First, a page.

With Unilever, communities join journey towards progress

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Unilever is one of the foremost global names in the food and personal, household care categories with annual global revenues numbering in the billions of euros.

In the Philippines, it is a market leader in practically all of the categories it is involved in, with brands such as Surf, Dove, Cream Silk, and Knorr. This would not have been possible without the patronage of the mass market, the same market that it seeks to help through its various livelihood projects.

These projects form part of Unilever’s Sustainable Living Plan, which is anchored on the belief that sustainable growth and progressing with society are part of its responsibility as an ideal corporate citizen, especially so in the Philippines where the bulk of its business is accounted for by SMMEs.

Thus it felt that it was just right to focus one of its major programs – the Kabisig Summit Program – on helping the sari-sari store owners run their business better.

“A lot of what we do for inclusive business focuses on the livelihood of small retailers or sari-sari stores. These stores comprise the biggest number of our customer base and is a huge driver of growth,” shared Ed Sunico, Unilever’s Vice President for Sustainable Business and Communications.

“The brands that we have are mostly sold in sachets that are widely distributed in sari-sari stores which cater to the relatively lower income markets.

The bulk of the home and personal care business relies on the general trade—mostly sari-sari stores, and small and medium- sized groceries and supermarkets,” added Sunico.

Kabisig Summit aims to improve the entrepreneurial skills of sari- sari store owners by increasing their knowledge on handling small businesses, sustainability, and empowerment. The group executed this program by going directly to more than 60,000 sari- sari stores nationwide, targeting to cover 100,000 stores by 2020.

Unilever provides training on business resiliency for small holder farmers and small and medium-sized retailers and links to their supply chain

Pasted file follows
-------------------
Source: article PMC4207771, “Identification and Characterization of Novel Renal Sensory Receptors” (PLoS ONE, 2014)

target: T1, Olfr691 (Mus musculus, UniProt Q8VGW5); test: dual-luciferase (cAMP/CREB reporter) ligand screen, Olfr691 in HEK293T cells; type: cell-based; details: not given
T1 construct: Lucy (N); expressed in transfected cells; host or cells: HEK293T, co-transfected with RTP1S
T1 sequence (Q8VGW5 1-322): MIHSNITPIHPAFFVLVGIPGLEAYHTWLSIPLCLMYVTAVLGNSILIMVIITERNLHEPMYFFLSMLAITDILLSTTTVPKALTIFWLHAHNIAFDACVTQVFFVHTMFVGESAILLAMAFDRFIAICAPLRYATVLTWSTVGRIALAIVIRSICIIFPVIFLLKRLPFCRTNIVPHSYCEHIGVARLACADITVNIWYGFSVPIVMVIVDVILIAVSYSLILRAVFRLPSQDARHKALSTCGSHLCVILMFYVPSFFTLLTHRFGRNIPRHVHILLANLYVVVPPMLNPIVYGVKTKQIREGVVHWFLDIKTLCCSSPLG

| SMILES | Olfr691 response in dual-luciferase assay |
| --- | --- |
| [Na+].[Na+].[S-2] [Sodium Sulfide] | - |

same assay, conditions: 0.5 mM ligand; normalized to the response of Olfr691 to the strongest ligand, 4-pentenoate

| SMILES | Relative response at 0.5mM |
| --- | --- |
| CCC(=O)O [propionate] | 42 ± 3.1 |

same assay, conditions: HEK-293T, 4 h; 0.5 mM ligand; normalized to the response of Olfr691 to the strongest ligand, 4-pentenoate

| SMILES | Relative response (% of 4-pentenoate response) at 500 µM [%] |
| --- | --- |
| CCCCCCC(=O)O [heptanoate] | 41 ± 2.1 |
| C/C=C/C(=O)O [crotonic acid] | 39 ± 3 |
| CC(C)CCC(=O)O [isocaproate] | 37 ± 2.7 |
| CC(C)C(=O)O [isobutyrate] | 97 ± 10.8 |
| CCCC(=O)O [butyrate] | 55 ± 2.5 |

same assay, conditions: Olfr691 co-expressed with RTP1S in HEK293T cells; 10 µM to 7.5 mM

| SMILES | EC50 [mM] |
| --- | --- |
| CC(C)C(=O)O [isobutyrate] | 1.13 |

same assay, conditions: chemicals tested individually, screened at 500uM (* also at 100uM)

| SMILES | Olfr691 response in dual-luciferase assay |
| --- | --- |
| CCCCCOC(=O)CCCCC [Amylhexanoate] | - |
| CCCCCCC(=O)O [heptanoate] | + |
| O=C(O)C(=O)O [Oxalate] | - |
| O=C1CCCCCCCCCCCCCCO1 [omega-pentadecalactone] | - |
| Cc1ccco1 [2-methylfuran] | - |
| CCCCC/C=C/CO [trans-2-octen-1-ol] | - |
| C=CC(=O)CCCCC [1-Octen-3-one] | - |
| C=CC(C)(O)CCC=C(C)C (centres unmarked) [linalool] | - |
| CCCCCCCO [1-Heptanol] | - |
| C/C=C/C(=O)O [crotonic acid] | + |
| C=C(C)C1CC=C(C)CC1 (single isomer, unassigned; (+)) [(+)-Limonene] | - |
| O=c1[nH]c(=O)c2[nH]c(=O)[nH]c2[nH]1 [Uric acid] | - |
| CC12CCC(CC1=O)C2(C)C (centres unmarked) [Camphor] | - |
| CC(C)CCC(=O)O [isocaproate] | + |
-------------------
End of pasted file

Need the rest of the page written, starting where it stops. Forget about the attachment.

The team reaches out and teaches in barangays the basics of handling money, customer service, and sustainability principles as it engages the store owners on the best way to manage their business.

“For this to scale up and become effective, you have to go to them rather than them going to you. Sari-sari stores cannot afford a single day to be out of their shop, so we do it right there in front of the lead or “Superstore”, where the small stores usually get their inventory—that’s where we conduct our training program,” Sunico added.

There is normally an average of 60 – 70 smaller stores for every lead store in the community. For more than four years now, “Kabisig Summit” has been going around the country providing training for the community sari-sari stores on a weekly basis.

Jessabel Mainot, a Kabisig Program beneficiary, shared that she learned a lot from the program.

“Dati, hindi ako marunong ng costing. Hindi ko pa alam noon kung paano ihihiwalay ang kita sa benta at yung sa puhunan.” (“I did not know how to do costing. I didn’t know how to separate profit from sales and from capital,”) she said.

Mainot has been running her small sari-sari store for more than seven years now. Through the Kabisig Summit, she was able to boost her sales and income.

“Mahina po yung benta ko noon. Nung naging Kabisig po ako, ginawa ko ang lahat ng itinuro ng Unilever. Kailangan pahalagahan mo ang bawat piso at centavo, ipunin ang resibo kada buwan, at maglista ng benta araw,” (“I had low sales before. When I became Kabisig, I did everything that Unilever taught. Each peso and centavo is important, receipts need to be collected monthly and daily sales have to be recorded,”) she added.